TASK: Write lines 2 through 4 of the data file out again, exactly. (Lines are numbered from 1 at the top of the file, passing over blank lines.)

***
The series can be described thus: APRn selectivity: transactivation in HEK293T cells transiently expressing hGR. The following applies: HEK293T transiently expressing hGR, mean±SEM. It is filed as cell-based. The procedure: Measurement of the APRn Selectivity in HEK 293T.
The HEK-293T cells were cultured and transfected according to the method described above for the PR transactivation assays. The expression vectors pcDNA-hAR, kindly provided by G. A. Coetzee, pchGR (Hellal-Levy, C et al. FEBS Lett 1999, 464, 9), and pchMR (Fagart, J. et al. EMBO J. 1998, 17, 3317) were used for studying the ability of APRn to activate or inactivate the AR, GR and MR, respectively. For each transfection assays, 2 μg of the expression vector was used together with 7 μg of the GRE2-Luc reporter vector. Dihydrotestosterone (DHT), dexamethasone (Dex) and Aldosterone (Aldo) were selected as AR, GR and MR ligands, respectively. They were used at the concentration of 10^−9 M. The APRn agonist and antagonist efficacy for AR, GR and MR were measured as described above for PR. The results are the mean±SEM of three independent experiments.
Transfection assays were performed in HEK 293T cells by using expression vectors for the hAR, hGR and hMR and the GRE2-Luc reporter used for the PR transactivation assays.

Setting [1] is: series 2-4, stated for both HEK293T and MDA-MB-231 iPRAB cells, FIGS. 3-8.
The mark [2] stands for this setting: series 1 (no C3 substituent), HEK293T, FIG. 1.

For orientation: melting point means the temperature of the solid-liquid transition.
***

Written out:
The HEK-293T cells were cultured and transfected according to the method described above for the PR transactivation assays. The expression vectors pcDNA-hAR, kindly provided by G. A. Coetzee, pchGR (Hellal-Levy, C et al. FEBS Lett 1999, 464, 9), and pchMR (Fagart, J. et al. EMBO J. 1998, 17, 3317) were used for studying the ability of APRn to activate or inactivate the AR, GR and MR, respectively. For each transfection assays, 2 μg of the expression vector was used together with 7 μg of the GRE2-Luc reporter vector. Dihydrotestosterone (DHT), dexamethasone (Dex) and Aldosterone (Aldo) were selected as AR, GR and MR ligands, respectively. They were used at the concentration of 10^−9 M. The APRn agonist and antagonist efficacy for AR, GR and MR were measured as described above for PR. The results are the mean±SEM of three independent experiments.
Transfection assays were performed in HEK 293T cells by using expression vectors for the hAR, hGR and hMR and the GRE2-Luc reporter used for the PR transactivation assays.

Setting [1] is: series 2-4, stated for both HEK293T and MDA-MB-231 iPRAB cells, FIGS. 3-8.